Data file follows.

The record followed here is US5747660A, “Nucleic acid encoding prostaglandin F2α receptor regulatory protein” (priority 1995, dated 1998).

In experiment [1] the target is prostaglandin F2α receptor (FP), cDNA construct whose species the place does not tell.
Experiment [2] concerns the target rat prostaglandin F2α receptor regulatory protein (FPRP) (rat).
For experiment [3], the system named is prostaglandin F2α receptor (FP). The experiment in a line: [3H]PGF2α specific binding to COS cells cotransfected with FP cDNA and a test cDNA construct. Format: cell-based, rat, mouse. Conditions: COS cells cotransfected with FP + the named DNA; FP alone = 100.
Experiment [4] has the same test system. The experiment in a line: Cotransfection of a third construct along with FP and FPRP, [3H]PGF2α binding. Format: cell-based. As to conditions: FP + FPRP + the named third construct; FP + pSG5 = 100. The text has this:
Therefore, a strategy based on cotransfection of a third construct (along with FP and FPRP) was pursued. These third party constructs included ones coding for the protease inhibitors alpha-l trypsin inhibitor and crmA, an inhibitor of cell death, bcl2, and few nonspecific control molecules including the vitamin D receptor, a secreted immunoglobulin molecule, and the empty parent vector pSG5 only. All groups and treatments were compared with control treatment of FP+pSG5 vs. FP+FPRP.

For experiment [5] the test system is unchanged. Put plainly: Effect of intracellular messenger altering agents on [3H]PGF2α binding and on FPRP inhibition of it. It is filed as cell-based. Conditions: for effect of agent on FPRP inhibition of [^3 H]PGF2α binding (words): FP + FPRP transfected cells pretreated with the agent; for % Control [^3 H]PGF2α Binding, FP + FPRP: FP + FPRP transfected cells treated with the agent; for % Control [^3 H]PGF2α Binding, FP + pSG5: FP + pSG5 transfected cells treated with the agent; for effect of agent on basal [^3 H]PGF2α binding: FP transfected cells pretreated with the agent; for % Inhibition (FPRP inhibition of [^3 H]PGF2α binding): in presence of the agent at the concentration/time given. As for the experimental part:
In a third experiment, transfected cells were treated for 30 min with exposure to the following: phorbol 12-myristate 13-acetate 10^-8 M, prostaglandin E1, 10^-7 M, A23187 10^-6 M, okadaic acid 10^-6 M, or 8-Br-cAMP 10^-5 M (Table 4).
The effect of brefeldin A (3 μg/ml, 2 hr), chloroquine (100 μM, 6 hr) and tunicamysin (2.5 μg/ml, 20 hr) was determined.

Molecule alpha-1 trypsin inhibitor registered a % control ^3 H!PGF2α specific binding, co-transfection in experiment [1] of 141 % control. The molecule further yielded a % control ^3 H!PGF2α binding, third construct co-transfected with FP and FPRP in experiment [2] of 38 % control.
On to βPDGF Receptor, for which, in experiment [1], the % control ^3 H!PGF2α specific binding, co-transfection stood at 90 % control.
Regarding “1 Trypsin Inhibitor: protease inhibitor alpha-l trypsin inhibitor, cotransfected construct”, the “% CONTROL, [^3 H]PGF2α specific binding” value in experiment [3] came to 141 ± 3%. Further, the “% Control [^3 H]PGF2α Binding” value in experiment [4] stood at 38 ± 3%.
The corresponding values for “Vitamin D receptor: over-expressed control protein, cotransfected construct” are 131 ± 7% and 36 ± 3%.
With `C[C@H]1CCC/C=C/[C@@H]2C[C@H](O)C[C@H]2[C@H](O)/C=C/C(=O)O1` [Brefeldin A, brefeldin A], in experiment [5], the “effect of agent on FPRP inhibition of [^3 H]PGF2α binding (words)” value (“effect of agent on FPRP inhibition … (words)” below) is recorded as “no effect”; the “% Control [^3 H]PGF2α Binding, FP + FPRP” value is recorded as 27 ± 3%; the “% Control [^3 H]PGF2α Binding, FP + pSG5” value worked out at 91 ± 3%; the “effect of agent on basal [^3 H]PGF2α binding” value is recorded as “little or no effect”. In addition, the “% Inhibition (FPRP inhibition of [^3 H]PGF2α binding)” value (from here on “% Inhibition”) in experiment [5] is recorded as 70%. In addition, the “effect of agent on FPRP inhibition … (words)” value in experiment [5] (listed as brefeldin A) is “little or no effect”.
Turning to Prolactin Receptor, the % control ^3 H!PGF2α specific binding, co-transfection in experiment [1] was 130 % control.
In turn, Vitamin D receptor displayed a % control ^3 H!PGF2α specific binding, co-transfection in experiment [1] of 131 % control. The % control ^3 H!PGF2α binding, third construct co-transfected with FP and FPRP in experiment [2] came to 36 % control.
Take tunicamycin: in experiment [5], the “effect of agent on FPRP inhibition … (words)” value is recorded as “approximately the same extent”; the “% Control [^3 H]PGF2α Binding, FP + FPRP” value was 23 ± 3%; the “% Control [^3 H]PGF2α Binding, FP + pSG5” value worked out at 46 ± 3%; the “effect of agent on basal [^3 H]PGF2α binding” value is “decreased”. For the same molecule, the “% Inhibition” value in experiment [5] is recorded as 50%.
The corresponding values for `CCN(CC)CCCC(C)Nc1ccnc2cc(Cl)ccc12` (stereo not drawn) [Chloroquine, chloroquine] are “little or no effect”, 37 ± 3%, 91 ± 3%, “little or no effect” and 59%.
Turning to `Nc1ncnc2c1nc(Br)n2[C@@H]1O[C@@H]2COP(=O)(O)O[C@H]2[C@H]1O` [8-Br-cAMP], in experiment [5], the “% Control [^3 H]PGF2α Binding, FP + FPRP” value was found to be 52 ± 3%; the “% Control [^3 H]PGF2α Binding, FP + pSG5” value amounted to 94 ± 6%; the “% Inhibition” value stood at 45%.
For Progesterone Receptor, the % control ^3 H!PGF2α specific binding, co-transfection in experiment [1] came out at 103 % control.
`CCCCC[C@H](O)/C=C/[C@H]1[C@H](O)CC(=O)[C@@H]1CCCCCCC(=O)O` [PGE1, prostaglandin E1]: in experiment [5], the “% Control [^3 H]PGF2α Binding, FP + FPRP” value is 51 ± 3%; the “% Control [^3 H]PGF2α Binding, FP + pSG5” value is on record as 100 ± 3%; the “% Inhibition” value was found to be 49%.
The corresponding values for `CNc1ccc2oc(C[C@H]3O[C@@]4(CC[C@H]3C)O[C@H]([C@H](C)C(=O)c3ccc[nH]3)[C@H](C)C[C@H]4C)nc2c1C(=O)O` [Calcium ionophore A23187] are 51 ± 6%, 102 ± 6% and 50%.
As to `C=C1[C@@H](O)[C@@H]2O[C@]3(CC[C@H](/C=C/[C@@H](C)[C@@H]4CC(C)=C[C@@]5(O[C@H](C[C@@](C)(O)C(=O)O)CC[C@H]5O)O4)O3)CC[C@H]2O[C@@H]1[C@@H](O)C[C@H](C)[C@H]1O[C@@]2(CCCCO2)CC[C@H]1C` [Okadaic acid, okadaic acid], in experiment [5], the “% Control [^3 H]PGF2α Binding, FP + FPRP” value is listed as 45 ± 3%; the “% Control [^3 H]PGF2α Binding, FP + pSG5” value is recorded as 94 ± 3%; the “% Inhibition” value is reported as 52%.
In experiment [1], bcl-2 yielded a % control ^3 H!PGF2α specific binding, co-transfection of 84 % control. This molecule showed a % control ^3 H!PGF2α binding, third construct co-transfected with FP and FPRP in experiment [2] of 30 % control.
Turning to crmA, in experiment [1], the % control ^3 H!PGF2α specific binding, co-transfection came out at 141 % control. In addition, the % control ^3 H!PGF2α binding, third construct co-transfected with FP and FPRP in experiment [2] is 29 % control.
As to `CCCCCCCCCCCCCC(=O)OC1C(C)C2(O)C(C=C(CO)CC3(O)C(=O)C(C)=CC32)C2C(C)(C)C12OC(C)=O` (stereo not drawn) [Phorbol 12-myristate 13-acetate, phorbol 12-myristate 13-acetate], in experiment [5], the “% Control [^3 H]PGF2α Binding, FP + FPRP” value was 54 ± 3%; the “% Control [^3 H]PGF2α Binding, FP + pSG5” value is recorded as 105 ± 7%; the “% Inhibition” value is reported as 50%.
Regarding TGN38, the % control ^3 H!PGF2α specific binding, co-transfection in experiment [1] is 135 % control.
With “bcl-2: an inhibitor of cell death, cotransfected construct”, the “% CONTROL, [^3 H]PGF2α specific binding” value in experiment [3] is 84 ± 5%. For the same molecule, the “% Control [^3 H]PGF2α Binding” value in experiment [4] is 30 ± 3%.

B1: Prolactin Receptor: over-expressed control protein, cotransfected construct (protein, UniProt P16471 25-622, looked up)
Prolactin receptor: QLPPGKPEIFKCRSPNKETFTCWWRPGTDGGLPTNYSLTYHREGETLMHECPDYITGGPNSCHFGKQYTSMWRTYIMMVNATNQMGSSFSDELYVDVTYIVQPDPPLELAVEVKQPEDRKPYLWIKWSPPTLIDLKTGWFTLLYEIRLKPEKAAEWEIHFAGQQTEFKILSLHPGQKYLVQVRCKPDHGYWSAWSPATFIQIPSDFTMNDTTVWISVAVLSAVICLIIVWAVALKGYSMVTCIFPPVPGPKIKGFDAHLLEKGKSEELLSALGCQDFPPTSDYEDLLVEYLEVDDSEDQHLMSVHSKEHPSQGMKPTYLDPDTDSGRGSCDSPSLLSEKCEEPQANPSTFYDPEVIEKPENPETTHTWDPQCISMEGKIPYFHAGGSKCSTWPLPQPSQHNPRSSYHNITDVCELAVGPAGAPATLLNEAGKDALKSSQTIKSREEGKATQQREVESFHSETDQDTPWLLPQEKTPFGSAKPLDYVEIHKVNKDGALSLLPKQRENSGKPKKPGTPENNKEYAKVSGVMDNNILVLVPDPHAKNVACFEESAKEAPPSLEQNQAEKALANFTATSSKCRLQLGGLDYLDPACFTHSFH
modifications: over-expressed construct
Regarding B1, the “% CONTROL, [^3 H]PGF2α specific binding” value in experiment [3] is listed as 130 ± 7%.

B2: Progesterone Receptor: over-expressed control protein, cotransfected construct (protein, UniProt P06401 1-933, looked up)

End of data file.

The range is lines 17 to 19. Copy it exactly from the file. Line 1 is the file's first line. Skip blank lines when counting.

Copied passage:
Take tunicamycin: in experiment [5], the “effect of agent on FPRP inhibition … (words)” value is recorded as “approximately the same extent”; the “% Control [^3 H]PGF2α Binding, FP + FPRP” value was 23 ± 3%; the “% Control [^3 H]PGF2α Binding, FP + pSG5” value worked out at 46 ± 3%; the “effect of agent on basal [^3 H]PGF2α binding” value is “decreased”. For the same molecule, the “% Inhibition” value in experiment [5] is recorded as 50%.
The corresponding values for `CCN(CC)CCCC(C)Nc1ccnc2cc(Cl)ccc12` (stereo not drawn) [Chloroquine, chloroquine] are “little or no effect”, 37 ± 3%, 91 ± 3%, “little or no effect” and 59%.
Turning to `Nc1ncnc2c1nc(Br)n2[C@@H]1O[C@@H]2COP(=O)(O)O[C@H]2[C@H]1O` [8-Br-cAMP], in experiment [5], the “% Control [^3 H]PGF2α Binding, FP + FPRP” value was found to be 52 ± 3%; the “% Control [^3 H]PGF2α Binding, FP + pSG5” value amounted to 94 ± 6%; the “% Inhibition” value stood at 45%.